Mount Cargill , Dunedin Overview

Mount Cargill, also known as Kapukataumahaka, can be seen looming over the northern part of the city of Dunedin, making for most of its skyline. It stands tall at a height of 676 meters, which is around 2,218 feet, and lies 15 kilometers, which is nine miles, from the city centre.

The mountain is surrounded by other smaller peaks, like Mount Zion, Mount Holmes and Buttar’s Peak, that are also frequented by the tourists who visit Mount Cargill. Visitors must carry warm clothing because of the mostly low temperatures and unpredictable weather in the region.

Apart from the Flagstaff peak, Mount Cargill is known to be one of the highest peaks surrounding the city of Dunedin, and offers one of the most stunning, panoramic views of the city at its foot, including both the urban centre and the countryside of the region. Visitors can also enjoy views of most of the Otago coastline, especially the Otago Harbour and the Otago Peninsula. Mount Cargill is also famous for being the youngest part of the now extinct Dunedin Volcano, which was formed around 16 to 10 million years ago.

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Walking Tracks

Mount Cargill Walking Track- Tourists can walk or tramp up the Mount Cargill Walking Track which stretches for around 2.4 kilometers and can be covered in about three to four hours at a leisurely pace. Mountain bikes are permitted only at the lower part of the track, and even dogs can be brought along for a walk up the path.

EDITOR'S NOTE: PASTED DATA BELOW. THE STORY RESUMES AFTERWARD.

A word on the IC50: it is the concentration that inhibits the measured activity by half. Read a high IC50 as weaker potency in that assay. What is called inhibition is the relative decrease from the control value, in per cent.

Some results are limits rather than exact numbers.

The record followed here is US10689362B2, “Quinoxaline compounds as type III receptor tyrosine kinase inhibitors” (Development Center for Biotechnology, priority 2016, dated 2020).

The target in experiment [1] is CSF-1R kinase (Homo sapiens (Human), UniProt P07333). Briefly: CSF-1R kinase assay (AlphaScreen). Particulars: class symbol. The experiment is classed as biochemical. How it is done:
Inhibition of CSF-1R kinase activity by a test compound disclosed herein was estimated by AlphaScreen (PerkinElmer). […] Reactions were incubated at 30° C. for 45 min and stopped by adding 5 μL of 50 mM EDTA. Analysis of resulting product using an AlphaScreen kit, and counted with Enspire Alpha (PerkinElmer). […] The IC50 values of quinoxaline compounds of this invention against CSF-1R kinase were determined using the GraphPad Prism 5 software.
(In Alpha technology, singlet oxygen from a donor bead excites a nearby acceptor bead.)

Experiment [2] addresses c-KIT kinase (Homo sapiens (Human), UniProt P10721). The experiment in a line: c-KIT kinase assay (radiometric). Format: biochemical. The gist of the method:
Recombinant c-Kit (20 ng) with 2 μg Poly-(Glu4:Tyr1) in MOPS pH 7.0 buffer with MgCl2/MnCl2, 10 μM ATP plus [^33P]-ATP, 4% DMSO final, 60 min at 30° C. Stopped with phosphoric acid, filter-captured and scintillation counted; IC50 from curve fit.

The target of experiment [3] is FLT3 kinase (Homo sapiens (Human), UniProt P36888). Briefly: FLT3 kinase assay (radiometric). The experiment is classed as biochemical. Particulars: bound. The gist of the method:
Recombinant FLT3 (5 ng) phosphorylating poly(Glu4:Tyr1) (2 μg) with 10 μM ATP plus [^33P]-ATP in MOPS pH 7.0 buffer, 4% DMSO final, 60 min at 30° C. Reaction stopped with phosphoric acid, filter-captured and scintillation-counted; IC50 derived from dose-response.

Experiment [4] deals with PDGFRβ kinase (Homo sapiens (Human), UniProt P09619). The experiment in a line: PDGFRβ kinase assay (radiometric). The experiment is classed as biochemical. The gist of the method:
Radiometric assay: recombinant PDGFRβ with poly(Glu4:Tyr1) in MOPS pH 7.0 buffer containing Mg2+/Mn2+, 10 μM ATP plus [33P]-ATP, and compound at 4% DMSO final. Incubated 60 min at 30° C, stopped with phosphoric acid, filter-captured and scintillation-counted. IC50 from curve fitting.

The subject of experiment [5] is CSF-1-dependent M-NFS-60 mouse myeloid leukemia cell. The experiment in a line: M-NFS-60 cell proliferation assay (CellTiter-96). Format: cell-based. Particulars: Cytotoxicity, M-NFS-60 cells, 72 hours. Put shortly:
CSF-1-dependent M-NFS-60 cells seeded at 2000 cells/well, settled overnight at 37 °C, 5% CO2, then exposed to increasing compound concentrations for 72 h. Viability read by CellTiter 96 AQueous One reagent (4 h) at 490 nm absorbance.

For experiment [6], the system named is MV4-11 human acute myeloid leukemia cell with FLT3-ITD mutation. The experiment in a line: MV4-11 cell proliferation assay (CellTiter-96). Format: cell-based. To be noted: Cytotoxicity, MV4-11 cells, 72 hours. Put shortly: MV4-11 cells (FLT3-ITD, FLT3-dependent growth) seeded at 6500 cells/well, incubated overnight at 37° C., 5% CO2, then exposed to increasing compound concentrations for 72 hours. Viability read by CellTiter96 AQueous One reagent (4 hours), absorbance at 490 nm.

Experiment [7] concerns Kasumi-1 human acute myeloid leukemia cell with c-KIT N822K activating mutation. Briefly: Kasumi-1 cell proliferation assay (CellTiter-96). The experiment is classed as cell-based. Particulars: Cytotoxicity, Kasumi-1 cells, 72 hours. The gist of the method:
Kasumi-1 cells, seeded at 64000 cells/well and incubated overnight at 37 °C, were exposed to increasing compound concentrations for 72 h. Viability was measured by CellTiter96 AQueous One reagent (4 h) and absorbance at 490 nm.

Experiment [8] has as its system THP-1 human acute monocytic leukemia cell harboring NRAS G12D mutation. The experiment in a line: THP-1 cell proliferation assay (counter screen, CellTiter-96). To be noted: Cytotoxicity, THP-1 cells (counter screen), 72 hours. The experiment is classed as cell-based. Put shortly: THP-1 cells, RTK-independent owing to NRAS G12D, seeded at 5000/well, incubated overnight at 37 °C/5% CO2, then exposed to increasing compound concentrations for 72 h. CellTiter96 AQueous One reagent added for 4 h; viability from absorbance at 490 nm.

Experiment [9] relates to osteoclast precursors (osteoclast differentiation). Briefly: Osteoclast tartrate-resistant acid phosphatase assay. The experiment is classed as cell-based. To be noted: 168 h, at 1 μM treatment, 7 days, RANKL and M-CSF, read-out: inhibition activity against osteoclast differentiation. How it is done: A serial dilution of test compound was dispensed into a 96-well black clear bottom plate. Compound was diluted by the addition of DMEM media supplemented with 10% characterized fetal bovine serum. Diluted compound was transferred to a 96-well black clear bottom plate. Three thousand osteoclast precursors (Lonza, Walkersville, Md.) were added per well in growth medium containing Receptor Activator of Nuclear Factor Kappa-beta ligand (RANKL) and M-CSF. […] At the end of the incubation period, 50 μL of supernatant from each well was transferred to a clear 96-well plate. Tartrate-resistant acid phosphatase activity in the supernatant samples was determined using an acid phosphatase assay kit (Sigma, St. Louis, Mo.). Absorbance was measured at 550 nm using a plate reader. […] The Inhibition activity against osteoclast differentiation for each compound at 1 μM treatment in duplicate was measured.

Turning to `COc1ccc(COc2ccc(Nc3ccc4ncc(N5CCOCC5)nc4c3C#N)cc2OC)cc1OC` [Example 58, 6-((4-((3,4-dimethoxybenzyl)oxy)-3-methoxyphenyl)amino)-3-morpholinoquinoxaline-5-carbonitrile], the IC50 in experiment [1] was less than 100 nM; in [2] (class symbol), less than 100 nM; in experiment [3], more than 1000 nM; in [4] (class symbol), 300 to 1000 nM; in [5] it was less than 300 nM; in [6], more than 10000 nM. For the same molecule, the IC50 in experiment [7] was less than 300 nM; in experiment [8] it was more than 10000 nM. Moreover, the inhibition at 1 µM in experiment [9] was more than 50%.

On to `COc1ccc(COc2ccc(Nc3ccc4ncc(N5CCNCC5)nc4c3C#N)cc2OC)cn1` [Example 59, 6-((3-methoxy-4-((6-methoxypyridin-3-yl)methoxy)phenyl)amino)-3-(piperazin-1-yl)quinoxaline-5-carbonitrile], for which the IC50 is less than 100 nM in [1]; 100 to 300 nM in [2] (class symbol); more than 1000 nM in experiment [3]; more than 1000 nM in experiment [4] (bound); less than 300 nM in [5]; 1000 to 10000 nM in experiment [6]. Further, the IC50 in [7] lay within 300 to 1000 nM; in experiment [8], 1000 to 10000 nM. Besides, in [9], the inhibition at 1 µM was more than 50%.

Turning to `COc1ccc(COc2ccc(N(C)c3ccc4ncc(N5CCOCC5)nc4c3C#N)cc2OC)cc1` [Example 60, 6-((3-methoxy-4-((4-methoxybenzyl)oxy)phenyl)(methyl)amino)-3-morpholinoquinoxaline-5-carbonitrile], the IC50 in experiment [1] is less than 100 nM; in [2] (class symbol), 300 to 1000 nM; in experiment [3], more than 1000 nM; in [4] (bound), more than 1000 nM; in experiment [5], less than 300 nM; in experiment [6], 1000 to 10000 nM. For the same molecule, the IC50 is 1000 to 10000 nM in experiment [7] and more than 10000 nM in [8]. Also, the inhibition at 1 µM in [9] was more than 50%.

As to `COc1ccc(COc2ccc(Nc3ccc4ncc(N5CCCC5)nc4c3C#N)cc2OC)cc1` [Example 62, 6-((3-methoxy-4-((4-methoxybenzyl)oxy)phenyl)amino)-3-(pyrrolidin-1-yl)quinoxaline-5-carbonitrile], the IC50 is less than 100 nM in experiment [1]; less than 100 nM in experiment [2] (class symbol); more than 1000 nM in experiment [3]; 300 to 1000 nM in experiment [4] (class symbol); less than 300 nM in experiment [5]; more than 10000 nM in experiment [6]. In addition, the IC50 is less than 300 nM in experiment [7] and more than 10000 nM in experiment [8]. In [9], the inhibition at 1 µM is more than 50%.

• The track starts from Bethunes Valley and goes through pine forests lined with native bushes and trees like the Hall’s Totara and Rimu species along the track.
  • On reaching the alpine region, the surroundings switch to a more grassland like area with flora like Manuka, Coprosma, Flax, Veronica, Dracophyllum, Ozothamnus, etc.
  • Birds like Tui, Bellbirds, Wood Pigeons, etc. can be seen in the treetops.
  • The track finally leads up to the top of Mount Cargill, which offers stunning views of the Dunedin city. 

Organ Pipes rock formation- There is a side-track from the main path which leads to the Organ Pipes rock formation in not more than half an hour. The Organ Pipes were formed due to the cooling lava which flowed across Mount Cargill during the last volcanic activity that was experienced by the Dunedin region. The hot rocks underwent various expansions and contractions because of the cooling lava which led to the formation of rock columns in a hexagonal shape.


Mount Cargill is known amongst the locals for its symbolism and the Maori legend that is attached to the peak. The summit was named after Captain William Cargill, who was famous for being the leader of the Province of Otago in the earlier days, but it was known as Kopuka-tau-mohoka within the Maori community.

The Maori legend says that Mount Cargill and the two peaks adjacent to it are representative of the petrified head, body and the feet of an Otakou tribe princess, wherein Buttar’s Peak is seen as the head and Mount Cargill as the body, forming a reclining figure.

How To Reach Mount Cargill

  • Visitors can bring their private vehicles or rent them from Dunedin, and then reach the summit via Pine Hill Road which ends at a rough road that leads to Mount Cargill, or visitors can also choose to reach the location directly via Cowan Road.
  • The peak is also known for its walking tracks, which can be reached by travelling along North Road which leads to Normandy and then turn into Norwood Street, from where a signed entrance to Bethune’s Gully can be seen by continuing a little further down the road.
  • Buses and parking spaces are available around the area.

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